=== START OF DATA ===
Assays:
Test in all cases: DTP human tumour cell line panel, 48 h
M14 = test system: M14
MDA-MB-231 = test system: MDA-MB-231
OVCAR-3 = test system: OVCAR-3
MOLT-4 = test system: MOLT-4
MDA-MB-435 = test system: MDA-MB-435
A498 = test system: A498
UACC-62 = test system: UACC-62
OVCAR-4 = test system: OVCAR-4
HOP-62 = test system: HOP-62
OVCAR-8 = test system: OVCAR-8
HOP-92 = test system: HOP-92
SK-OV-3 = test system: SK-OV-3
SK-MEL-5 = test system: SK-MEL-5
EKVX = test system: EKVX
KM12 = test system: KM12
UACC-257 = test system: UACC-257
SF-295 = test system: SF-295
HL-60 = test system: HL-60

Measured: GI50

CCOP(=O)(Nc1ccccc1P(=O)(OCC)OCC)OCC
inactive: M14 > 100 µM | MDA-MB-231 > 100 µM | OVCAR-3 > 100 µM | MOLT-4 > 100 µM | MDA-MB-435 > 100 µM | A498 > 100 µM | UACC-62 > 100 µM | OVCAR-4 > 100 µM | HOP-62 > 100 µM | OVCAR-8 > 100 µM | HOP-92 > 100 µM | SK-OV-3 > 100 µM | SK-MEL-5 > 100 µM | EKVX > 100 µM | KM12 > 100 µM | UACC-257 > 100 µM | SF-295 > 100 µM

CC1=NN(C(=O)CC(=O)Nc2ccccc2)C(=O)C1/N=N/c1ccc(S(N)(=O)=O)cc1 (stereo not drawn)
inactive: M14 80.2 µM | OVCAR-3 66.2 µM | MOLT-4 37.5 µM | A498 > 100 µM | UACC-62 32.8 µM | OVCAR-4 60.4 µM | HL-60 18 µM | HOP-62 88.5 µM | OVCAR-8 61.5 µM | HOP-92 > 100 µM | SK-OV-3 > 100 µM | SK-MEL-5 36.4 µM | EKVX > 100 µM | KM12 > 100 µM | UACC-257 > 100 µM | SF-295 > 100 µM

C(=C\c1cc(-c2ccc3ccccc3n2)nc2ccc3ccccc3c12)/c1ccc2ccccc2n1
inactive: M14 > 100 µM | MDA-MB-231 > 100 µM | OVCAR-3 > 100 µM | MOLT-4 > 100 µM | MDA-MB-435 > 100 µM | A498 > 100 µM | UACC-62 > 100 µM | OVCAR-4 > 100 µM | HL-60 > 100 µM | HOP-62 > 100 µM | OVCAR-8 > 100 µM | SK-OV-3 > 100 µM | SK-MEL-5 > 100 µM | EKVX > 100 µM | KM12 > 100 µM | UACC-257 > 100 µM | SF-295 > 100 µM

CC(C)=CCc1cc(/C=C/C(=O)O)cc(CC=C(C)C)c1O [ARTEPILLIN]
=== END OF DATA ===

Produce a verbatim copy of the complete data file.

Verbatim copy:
Assays:
Test in all cases: DTP human tumour cell line panel, 48 h
M14 = test system: M14
MDA-MB-231 = test system: MDA-MB-231
OVCAR-3 = test system: OVCAR-3
MOLT-4 = test system: MOLT-4
MDA-MB-435 = test system: MDA-MB-435
A498 = test system: A498
UACC-62 = test system: UACC-62
OVCAR-4 = test system: OVCAR-4
HOP-62 = test system: HOP-62
OVCAR-8 = test system: OVCAR-8
HOP-92 = test system: HOP-92
SK-OV-3 = test system: SK-OV-3
SK-MEL-5 = test system: SK-MEL-5
EKVX = test system: EKVX
KM12 = test system: KM12
UACC-257 = test system: UACC-257
SF-295 = test system: SF-295
HL-60 = test system: HL-60

Measured: GI50

CCOP(=O)(Nc1ccccc1P(=O)(OCC)OCC)OCC
inactive: M14 > 100 µM | MDA-MB-231 > 100 µM | OVCAR-3 > 100 µM | MOLT-4 > 100 µM | MDA-MB-435 > 100 µM | A498 > 100 µM | UACC-62 > 100 µM | OVCAR-4 > 100 µM | HOP-62 > 100 µM | OVCAR-8 > 100 µM | HOP-92 > 100 µM | SK-OV-3 > 100 µM | SK-MEL-5 > 100 µM | EKVX > 100 µM | KM12 > 100 µM | UACC-257 > 100 µM | SF-295 > 100 µM

CC1=NN(C(=O)CC(=O)Nc2ccccc2)C(=O)C1/N=N/c1ccc(S(N)(=O)=O)cc1 (stereo not drawn)
inactive: M14 80.2 µM | OVCAR-3 66.2 µM | MOLT-4 37.5 µM | A498 > 100 µM | UACC-62 32.8 µM | OVCAR-4 60.4 µM | HL-60 18 µM | HOP-62 88.5 µM | OVCAR-8 61.5 µM | HOP-92 > 100 µM | SK-OV-3 > 100 µM | SK-MEL-5 36.4 µM | EKVX > 100 µM | KM12 > 100 µM | UACC-257 > 100 µM | SF-295 > 100 µM

C(=C\c1cc(-c2ccc3ccccc3n2)nc2ccc3ccccc3c12)/c1ccc2ccccc2n1
inactive: M14 > 100 µM | MDA-MB-231 > 100 µM | OVCAR-3 > 100 µM | MOLT-4 > 100 µM | MDA-MB-435 > 100 µM | A498 > 100 µM | UACC-62 > 100 µM | OVCAR-4 > 100 µM | HL-60 > 100 µM | HOP-62 > 100 µM | OVCAR-8 > 100 µM | SK-OV-3 > 100 µM | SK-MEL-5 > 100 µM | EKVX > 100 µM | KM12 > 100 µM | UACC-257 > 100 µM | SF-295 > 100 µM

CC(C)=CCc1cc(/C=C/C(=O)O)cc(CC=C(C)C)c1O [ARTEPILLIN]